Ghost-in-the-machine reveals human social signals for human-robot interaction

Loth, S., Jettka, K., Giuliani, M. and De Ruiter, J. P. (2015) Ghost-in-the-machine reveals human social signals for human-robot interaction. Frontiers in Psychology, 6 (1641). Available from: http://eprints.uwe.ac.uk/31008

[img]
Preview
PDF - Published Version
Available under License Creative Commons Attribution 4.0.

1MB

Publisher's URL: https://doi.org/10.3389/fpsyg.2015.01641

Abstract/Description

We used a new method called “Ghost-in-the-Machine” (GiM) to investigate social interactions with a robotic bartender taking orders for drinks and serving them. Using the GiM paradigm allowed us to identify how human participants recognize the intentions of customers on the basis of the output of the robotic recognizers. Specifically, we measured which recognizer modalities (e.g., speech, the distance to the bar) were relevant at different stages of the interaction. This provided insights into human social behavior necessary for the development of socially competent robots. When initiating the drink-order interaction, the most important recognizers were those based on computer vision. When drink orders were being placed, however, the most important information source was the speech recognition. Interestingly, the participants used only a subset of the available information, focussing only on a few relevant recognizers while ignoring others. This reduced the risk of acting on erroneous sensor data and enabled them to complete service interactions more swiftly than a robot using all available sensor data. We also investigated socially appropriate response strategies. In their responses, the participants preferred to use the same modality as the customer’s requests, e.g., they tended to respond verbally to verbal requests. Also, they added redundancy to their responses, for instance by using echo questions. We argue that incorporating the social strategies discovered with the GiM paradigm in multimodal grammars of human–robot interactions improves the robustness and the ease-of-use of these interactions, and therefore provides a smoother user experience.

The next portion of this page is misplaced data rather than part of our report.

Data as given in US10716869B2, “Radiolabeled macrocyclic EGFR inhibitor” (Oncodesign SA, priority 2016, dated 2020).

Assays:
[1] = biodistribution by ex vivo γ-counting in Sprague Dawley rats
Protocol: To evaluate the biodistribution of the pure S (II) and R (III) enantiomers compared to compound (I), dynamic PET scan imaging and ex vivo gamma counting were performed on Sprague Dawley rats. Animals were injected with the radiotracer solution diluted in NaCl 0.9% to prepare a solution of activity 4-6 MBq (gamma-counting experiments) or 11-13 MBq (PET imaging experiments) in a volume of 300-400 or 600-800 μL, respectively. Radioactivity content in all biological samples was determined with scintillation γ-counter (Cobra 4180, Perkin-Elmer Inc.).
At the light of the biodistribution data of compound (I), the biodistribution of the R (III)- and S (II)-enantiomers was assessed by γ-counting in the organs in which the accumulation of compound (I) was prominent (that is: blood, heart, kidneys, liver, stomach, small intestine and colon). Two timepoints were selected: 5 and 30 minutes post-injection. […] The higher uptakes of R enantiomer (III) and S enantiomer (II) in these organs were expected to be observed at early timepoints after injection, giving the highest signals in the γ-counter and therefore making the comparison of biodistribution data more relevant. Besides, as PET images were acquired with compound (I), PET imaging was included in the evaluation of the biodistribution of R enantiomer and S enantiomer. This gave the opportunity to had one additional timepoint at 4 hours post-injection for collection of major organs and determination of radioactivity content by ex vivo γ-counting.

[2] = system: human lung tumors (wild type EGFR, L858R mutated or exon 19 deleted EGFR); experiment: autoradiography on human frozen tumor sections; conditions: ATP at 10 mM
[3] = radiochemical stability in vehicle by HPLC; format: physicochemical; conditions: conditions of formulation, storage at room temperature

Item Type:Article
Additional Information:This Document is Protected by copyright and was first published by Frontiers. All rights reserved. it is reproduced with permission
Uncontrolled Keywords:ghost-in-the-machine, human, social, signals, human-robot, interaction
Faculty/Department:Faculty of Environment and Technology > Department of Engineering Design and Mathematics
ID Code:31008
Deposited By: Dr M. Giuliani
Deposited On:20 Feb 2017 13:12
Last Modified:20 Feb 2017 19:41

Request a change to this item

Total Document Downloads in Past 12 Months

Document Downloads

Total Document Downloads

More statistics for this item...